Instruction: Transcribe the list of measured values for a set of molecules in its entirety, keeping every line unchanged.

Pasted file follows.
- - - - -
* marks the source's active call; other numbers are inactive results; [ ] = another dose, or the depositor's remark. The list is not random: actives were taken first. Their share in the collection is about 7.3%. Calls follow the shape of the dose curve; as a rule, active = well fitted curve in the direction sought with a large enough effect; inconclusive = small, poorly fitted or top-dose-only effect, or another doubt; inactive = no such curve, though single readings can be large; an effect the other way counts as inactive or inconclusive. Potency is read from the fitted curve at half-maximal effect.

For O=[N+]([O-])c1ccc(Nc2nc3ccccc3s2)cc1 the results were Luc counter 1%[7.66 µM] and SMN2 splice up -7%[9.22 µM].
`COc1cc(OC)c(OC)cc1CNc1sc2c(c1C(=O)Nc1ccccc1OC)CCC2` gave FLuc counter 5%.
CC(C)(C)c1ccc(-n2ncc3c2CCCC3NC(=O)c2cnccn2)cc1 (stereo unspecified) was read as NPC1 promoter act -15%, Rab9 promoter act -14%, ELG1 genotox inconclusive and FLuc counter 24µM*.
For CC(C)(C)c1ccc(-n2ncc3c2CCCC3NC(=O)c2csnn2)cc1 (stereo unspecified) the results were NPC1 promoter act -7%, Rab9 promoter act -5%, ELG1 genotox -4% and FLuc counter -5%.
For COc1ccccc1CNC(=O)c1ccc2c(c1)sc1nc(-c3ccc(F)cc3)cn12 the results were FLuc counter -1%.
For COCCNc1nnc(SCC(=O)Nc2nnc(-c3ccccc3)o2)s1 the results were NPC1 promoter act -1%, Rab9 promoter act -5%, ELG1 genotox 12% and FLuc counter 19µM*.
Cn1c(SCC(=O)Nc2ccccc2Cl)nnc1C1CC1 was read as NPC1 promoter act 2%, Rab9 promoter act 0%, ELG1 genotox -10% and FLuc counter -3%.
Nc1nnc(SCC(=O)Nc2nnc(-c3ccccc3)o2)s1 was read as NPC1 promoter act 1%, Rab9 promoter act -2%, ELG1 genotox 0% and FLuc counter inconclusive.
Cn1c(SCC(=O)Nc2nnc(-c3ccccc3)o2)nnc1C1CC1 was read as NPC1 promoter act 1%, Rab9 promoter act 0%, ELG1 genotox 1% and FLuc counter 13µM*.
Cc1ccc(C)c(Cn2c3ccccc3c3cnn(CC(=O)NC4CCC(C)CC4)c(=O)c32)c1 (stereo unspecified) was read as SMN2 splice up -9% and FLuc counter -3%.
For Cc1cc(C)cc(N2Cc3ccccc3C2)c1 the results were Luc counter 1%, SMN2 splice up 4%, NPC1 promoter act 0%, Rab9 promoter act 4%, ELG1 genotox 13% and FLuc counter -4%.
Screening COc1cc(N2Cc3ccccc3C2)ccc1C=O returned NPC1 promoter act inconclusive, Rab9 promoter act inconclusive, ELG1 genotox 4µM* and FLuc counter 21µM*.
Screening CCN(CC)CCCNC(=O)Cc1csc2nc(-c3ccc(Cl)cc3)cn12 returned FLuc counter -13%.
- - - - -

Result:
* marks the source's active call; other numbers are inactive results; [ ] = another dose, or the depositor's remark. The list is not random: actives were taken first. Their share in the collection is about 7.3%. Calls follow the shape of the dose curve; as a rule, active = well fitted curve in the direction sought with a large enough effect; inconclusive = small, poorly fitted or top-dose-only effect, or another doubt; inactive = no such curve, though single readings can be large; an effect the other way counts as inactive or inconclusive. Potency is read from the fitted curve at half-maximal effect.

For O=[N+]([O-])c1ccc(Nc2nc3ccccc3s2)cc1 the results were Luc counter 1%[7.66 µM] and SMN2 splice up -7%[9.22 µM].
`COc1cc(OC)c(OC)cc1CNc1sc2c(c1C(=O)Nc1ccccc1OC)CCC2` gave FLuc counter 5%.
CC(C)(C)c1ccc(-n2ncc3c2CCCC3NC(=O)c2cnccn2)cc1 (stereo unspecified) was read as NPC1 promoter act -15%, Rab9 promoter act -14%, ELG1 genotox inconclusive and FLuc counter 24µM*.
For CC(C)(C)c1ccc(-n2ncc3c2CCCC3NC(=O)c2csnn2)cc1 (stereo unspecified) the results were NPC1 promoter act -7%, Rab9 promoter act -5%, ELG1 genotox -4% and FLuc counter -5%.
For COc1ccccc1CNC(=O)c1ccc2c(c1)sc1nc(-c3ccc(F)cc3)cn12 the results were FLuc counter -1%.
For COCCNc1nnc(SCC(=O)Nc2nnc(-c3ccccc3)o2)s1 the results were NPC1 promoter act -1%, Rab9 promoter act -5%, ELG1 genotox 12% and FLuc counter 19µM*.
Cn1c(SCC(=O)Nc2ccccc2Cl)nnc1C1CC1 was read as NPC1 promoter act 2%, Rab9 promoter act 0%, ELG1 genotox -10% and FLuc counter -3%.
Nc1nnc(SCC(=O)Nc2nnc(-c3ccccc3)o2)s1 was read as NPC1 promoter act 1%, Rab9 promoter act -2%, ELG1 genotox 0% and FLuc counter inconclusive.
Cn1c(SCC(=O)Nc2nnc(-c3ccccc3)o2)nnc1C1CC1 was read as NPC1 promoter act 1%, Rab9 promoter act 0%, ELG1 genotox 1% and FLuc counter 13µM*.
Cc1ccc(C)c(Cn2c3ccccc3c3cnn(CC(=O)NC4CCC(C)CC4)c(=O)c32)c1 (stereo unspecified) was read as SMN2 splice up -9% and FLuc counter -3%.
For Cc1cc(C)cc(N2Cc3ccccc3C2)c1 the results were Luc counter 1%, SMN2 splice up 4%, NPC1 promoter act 0%, Rab9 promoter act 4%, ELG1 genotox 13% and FLuc counter -4%.
Screening COc1cc(N2Cc3ccccc3C2)ccc1C=O returned NPC1 promoter act inconclusive, Rab9 promoter act inconclusive, ELG1 genotox 4µM* and FLuc counter 21µM*.
Screening CCN(CC)CCCNC(=O)Cc1csc2nc(-c3ccc(Cl)cc3)cn12 returned FLuc counter -13%.